Field trials assessing deltamethrin (Butox®) treatments of sheep against Culicoides species

Weiher, Wiebke; Bauer, Burkhard; Mehlitz, Dieter; Nijhof, Ard; Clausen, Peter-Henning
July 2014
Parasitology Research;Jul2014, Vol. 113 Issue 7, p2641
Academic Journal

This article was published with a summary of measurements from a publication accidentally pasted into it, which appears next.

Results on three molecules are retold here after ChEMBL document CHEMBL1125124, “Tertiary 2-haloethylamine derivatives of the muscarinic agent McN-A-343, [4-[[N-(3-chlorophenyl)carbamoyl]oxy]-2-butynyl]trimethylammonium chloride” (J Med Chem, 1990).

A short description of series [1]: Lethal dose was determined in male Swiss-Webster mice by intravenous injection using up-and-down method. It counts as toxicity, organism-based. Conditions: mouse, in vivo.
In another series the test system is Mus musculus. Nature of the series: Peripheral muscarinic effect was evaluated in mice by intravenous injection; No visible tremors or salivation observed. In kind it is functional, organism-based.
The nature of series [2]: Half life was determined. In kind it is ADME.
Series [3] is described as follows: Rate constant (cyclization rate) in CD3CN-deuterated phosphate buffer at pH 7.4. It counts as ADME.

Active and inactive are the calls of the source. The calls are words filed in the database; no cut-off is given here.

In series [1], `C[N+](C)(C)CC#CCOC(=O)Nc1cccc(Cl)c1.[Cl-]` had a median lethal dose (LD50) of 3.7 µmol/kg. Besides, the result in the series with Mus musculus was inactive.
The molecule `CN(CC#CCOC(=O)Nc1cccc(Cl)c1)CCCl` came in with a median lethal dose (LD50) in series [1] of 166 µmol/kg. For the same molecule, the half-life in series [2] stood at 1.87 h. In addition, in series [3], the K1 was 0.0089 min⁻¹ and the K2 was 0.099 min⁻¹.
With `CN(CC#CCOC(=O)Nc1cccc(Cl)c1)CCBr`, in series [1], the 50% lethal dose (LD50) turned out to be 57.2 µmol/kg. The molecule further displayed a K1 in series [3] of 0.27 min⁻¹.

Culicoides (Diptera: Ceratopogonidae) biting midges may transmit various diseases of economic importance, including bluetongue virus (BTV) and Schmallenberg (SV) virus, which affect ruminants. During the outbreak of BTV in central and northern Europe in 2006, and in the absence of BTV vaccines, many national veterinary services recommended the treatment of susceptible livestock with pyrethroids as a first-line defense against biting midges, although these insecticides were officially not registered and authorized for use against Culicoides midges. The efficacy of Butox® pour on (7.5 mg deltamethrin/mL) against biting midges was therefore evaluated in a double-blinded GCP field trial performed in Brandenburg, Germany. Forty female Merino sheep with an average body weight of 38 kg (±7 kg) were used for the study. Twenty randomly selected sheep were treated with 10 mL Butox® pour on. The remaining 20 sheep were left untreated and served as a control group. Midge collections took place in two separate drop traps covering two crush pens with three confined treated/untreated sheep standing inside, on weekdays at 1, 7, 14, 21, 28, and 35 days post treatment. A total of 19,057 midges were collected during this period. Midges were identified as belonging to the subgenus Avaritia, Fox (84.6 %) and subgenus Culicoides, Latreille (15.4 %). A total of 12,031 midges were collected inside the drop trap containing untreated sheep, in comparison to 7,026 midges collected from the vicinity of the treated sheep. Significantly, more midges had fed on control compared to treated sheep with 757 and 103 engorged midges, respectively. The results indicate that treatment of sheep with Butox® pour on provided a significant decrease in Culicoides feeding rates under field conditions for at least 35 days.


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